Skip to main content

The buzz and fuss on SSD

With the focus on faster IOPS and lower power consuming devices, there has been a lot of interest and buzz around Solid State Drives (SSD). We explore some of the key talking points around SSD over here.

For a high level understanding perspective, most (not all) SSD’s key characteristics are :
•          Semiconductor (NAND flash, non-volatile)
•          No mechanical read/write interface, no rotating parts eliminating seek time or rotational delays
•          Electronically erasable medium
•          Random access storage

Through the various publications, there is a general consensus that the flash memory-based SSDs provide lower read/access latencies, higher read bandwidths, and minimal/negligible seek overheads.

Some of the key gains which make SSD a popular choice for column oriented database in NoSQL generation are :
“(1) SSDs scale up linearly with concurrent execution of database queries and outperform disks by up to a factor of two, 
(2) the low seek cost on SSDs makes column storage a better choice for laying out data on a variety of flash devices,”  (source : )

From various experiments, it has become obvious that SSD can help reduce computations and I/Os in MapReduce significantly. The observed advantage is significant in sort map and sort reduce phases up to a tune of 30-40% on a average. The advantage observed are primarily due to faster SSD throughput, shorter IOWait while making more RAM available for processing. SSDs are best suited for cache-unfriendly data with high access densities (IOps/GB) requiring low response times.

Typical use case of SSD deployment include ATM, Online Banking, ATM, Currency Trading, Point-of-Sale Transaction and data mining. Further from a green footprint, SSD offer an additional benefit of lower energy consumption, cooling and space requirements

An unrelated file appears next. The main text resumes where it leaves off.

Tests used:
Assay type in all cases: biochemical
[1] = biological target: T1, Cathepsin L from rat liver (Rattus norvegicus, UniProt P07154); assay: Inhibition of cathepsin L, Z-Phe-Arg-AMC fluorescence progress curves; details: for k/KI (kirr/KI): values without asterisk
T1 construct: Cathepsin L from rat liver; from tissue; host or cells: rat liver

However, flash memory architecture has also been criticized for “wear” (loss of charge due to isolation defects) and low performance during “mix” operation involving both read and write. There has also been a concern on high cost per GB for SSD versus HDD. However, the cost gap is fast reducing with market forces. With the concerns on enterprise adoption of SSD still a small question mark, there has been a tendency to move to a hybrid architecture involving both HDD and SSD with SSD taking the role of frontend or controller to HDD.  There have also been initiatives for Tiered storage where data centers utilize different types of storage throughout the storage infrastructure. For instance, SSD in Tier 0, FC/SAS in Tier 1, SATA in Tier 2 layers. There is a key trend on moving to SSD for use cases where read optimized database are deployed and primary use is to scan, select and fetch data. 
Over the years, SSD has made a key market presence and is expected to grow up in maturity and price point to offer a valid option to enterprise for much more storage options depending upon application architecture.


Popular posts from this blog

Beyond NSA, the intelligence community has a big technology footprint